We’ve seen some truly amazing transformations with our HansenAthletics members, and we find ourselves asking how to consistency replicate this success with others. Did they simply turn on a switch and start changing their lifestyle factors? Did they happen to start eating the right amount of food all of the sudden? Did their energy levels just simply increase due to the position of the sun?

Of course not. What actually happened was they created the right environment for the body to progress and to make better choices. This is what coaches aim to teach, but often it’s not what happens. Why? Because oftentimes coaches avoid the conversations that come with improving a clients mindset. Progress comes with adaptation. Adaptation is quite often painful and uncomfortable, mentally and physically! Correcting movement, lifestyle habits, and increasing training volume all aid in the progress clients are looking for, but dialing in mindset will lead to harder work ethic and improved behaviors OUTSIDE the gym. The correct mindset will help change the perception of pain and the uncomfortable feelings that come with change and lead your clients down the path of progress.

HansenAthletics realizes the importance of physical, mental, and emotional alignment to create the perfect environment for progress.


What if when things got hard, we flipped the conversation in our heads? We often say I can’t do this, or I’m not good at this, or I’m too out of shape already. This is a victim mentality!

A fascinating example is a difference between soldiers who experience PTSD symptoms when returning home. The soldiers who were on the defensive, or in the Humvee waiting to be attacked often suffer the worst symptoms of PTSD. Teams like the Navy Seals who are usually on the offensive have extremely low levels of PTSD because they are on the attack. The key difference is they are proactive towards the enemy; not reactive.

This is merely a shift in mindset. Let’s talk about how we can be more proactive in our approach to our training/health.


Let’s say you’re training one morning, you are squatting the way your coaching ask you to, and you are feeling really uncomfortable moving in a different way than before. In this event, we usually decide to go back to our old movement pattern OR call it quits on that movement for the day. Maybe, if it’s awful, we have a mental breakdown and start to question why we are even there in the first place. And then we repeat this process each time the movement comes up.

These are all reactive actions! Think back to the example of the soldiers on the front lines? Same thing from a mental perspective.

How can we be proactive when we start to have these feelings?

Number one: relax Instead of freaking out, take a second to be still and think. Perhaps take a seat or lay down to focus on your breathing. Focus on your breath. Holding your breath or short quick breaths will cause our bodies to tense up. This only makes it worse.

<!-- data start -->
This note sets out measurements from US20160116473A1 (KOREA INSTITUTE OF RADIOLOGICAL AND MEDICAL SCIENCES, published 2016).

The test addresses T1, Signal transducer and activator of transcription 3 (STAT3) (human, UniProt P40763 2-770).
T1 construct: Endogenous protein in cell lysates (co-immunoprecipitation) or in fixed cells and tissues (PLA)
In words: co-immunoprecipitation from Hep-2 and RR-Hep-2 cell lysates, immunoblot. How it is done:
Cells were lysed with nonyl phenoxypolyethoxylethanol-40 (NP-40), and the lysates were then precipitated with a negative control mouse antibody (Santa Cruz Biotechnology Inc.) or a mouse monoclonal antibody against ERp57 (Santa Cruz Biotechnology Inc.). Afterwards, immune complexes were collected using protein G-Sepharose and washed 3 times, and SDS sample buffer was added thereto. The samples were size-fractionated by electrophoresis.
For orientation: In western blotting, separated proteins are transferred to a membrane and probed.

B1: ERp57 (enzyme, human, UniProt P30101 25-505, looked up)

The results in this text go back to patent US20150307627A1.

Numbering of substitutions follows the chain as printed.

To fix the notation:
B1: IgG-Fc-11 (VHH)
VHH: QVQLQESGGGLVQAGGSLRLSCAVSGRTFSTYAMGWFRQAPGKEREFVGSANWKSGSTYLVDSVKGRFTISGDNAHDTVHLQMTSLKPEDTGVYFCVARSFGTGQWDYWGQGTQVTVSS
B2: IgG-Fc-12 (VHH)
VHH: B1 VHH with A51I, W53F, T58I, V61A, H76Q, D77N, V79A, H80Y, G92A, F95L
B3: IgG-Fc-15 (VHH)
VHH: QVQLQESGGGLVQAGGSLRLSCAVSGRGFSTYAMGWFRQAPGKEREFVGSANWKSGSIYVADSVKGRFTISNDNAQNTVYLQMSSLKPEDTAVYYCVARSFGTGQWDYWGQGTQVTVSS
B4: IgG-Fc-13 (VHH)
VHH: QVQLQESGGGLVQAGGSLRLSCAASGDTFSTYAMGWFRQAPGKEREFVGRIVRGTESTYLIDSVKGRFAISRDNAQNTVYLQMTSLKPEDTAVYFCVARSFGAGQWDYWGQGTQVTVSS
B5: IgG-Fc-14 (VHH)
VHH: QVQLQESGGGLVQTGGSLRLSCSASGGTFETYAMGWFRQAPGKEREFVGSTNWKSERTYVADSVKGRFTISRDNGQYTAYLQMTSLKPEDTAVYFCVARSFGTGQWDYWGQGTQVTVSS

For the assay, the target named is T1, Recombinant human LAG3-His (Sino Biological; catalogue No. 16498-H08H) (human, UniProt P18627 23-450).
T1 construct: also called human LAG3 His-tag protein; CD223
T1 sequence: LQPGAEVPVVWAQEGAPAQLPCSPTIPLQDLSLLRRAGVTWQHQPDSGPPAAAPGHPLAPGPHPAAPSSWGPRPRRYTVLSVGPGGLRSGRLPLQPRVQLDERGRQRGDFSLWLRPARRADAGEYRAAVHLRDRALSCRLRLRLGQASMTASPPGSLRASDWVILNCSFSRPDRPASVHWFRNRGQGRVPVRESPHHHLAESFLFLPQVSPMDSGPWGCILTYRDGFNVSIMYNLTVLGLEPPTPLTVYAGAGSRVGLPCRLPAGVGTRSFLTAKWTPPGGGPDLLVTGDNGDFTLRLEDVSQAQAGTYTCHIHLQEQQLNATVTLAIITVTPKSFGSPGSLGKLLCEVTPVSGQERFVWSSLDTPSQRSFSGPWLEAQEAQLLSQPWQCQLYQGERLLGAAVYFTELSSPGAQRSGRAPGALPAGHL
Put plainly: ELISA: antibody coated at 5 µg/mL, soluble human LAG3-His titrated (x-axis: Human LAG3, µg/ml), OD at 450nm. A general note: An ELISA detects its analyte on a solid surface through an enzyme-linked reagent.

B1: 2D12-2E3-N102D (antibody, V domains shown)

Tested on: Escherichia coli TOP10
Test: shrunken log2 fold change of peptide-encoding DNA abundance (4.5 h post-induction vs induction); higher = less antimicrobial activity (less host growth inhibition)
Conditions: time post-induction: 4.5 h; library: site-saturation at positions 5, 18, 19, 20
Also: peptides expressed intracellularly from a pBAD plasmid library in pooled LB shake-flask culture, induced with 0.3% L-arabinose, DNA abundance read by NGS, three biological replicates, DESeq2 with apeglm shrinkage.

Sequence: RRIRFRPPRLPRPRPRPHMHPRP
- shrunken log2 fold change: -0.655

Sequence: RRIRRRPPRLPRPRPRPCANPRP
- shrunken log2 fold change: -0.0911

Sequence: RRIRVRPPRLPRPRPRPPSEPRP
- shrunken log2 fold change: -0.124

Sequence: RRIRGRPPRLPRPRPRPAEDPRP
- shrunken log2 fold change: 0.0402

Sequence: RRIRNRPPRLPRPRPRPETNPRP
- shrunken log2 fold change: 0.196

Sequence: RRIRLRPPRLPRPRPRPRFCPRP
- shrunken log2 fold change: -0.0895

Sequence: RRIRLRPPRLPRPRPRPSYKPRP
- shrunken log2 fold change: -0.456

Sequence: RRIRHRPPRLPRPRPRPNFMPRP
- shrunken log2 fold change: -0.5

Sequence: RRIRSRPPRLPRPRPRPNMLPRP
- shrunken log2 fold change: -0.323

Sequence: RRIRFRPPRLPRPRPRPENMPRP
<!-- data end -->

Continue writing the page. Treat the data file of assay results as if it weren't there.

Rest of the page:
It’s important to know that if you are having pain or struggling with a movement that your coach/trainer has taught you, it’s likely because we are attacking your limiting factors. Your body is going to be a little pissed off! We may automatically think when we feel uncomfortable, we are doing damage and need to stop immediately. That is likely not the case and requires a mindset shift. Learn to listen to your body! Those that have had an acute injury before know exactly what we are talking about! There is a big difference between feeling “pain” or being uncomfortable and an actual injury.


As we mentioned, we like to think of pain/injuries as a blessing in disguise. Having a proactive mindset switches you from thinking about your pain or injury as the worst thing that has ever happened to a lesson you can learn from.

Now that you have a proactive approach to pain and tightness, the next step is to learn from it.

Use these as a guide, it wants you to learn how to make changes so that your body can heal. Speak with your coach, search the internet, or speak one of our coaches at HansenAthletics to figure out the muscle you may have tweaked or movement pattern that needs fixed. From there you can learn how to find short term relief with stretching/release while also learning how to improve, in the long run, to avoid further pain/tightness.


Take time to put a recurring event in your calendar to remind you to complete your 15 minutes of stretches and targeted work on movement. Remember this is even more important when you’re NOT FEELING pain at the moment. Stop waiting for pain to be a motivator! When you shift your focus to being proactive, you’re setting yourself up for success!

Thanks for reading,

Darren Hansen, BS Exercise Science, CSCS, USAW National Coach, Owner of HansenAthletics

Darren Hansen, BS Exercise Science, CSCS, USAW National Coach, Owner of HansenAthletics

Copy of Copy of Copy of Untitled (1).png